Parietal meet-up: a day of discussion about parietal connectivity and function across species

August 6, 2012

Last week we got together at Cold Spring Harbor with folks from NYU and MIT who share an interest in parietal cortex, but approach it from different points of view. Our lab, with a focus on neural circuits and decision-making, shared recent developments in rodent behavior and electrophysiology. Bijan Pesaran’s lab, from NYU, described their recent work exploring connections between sub-regions of parietal cortex in primate, and their emerging work on identifying neurons in the parietal cortex that project to frontal areas. Finally, Kathy Rockland, an anatomist from MIT, answered our many questions about injections, expression levels, and anatomical landmarks, and then later described her work connecting parietal cortex and subregions of the hippocampus.

At the moment, it is clear that may aspects of posterior parietal cortex are conserved from mouse to rat to monkey to human: in all species, the region gets inputs from similar thalamic nuclei (posterior nucleus in rodents and pulvinar + posterior nucleus in primates), and has feedforward connections to frontal areas and the superior colliculus. One thing that remains unclear is the degree to which species differ in the sub-regions that comprise posterior parietal cortex. In monkey, subdivisions are clear, although there is considerable overlap in the selectivity of neurons in each area. In rodent, the existence of subdivisions remains a mystery. Are they there waiting to be discovered? Or are the neurons in the most medial and lateral portions of the area functionally equivalent? We hope to be able to address these questions in the coming months.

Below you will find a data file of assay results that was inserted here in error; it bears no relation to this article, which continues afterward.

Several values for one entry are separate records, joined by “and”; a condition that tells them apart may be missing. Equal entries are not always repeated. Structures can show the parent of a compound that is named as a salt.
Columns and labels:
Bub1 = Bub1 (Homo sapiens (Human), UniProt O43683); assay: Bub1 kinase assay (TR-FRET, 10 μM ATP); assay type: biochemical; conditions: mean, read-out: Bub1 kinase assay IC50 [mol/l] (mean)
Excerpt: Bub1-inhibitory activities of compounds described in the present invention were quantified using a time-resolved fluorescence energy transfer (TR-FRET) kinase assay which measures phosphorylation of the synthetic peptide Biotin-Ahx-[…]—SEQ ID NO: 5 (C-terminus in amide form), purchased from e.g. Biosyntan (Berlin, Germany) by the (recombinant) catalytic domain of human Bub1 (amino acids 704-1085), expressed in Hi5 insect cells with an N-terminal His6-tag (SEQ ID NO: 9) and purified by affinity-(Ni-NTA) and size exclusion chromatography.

The image below parietal cortex neurons in the rat (From Tomioka & Rockland) as well as a (somewhat incomplete) group photo taken from the cafe at Cold Spring Harbor Lab.

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Fairhall lab

Computational neuroscience at the University of Washington

Pillow Lab Blog

Neural Coding and Computation Lab @ Princeton University

Churchland lab

Perceptual decision-making at Cold Spring Harbor

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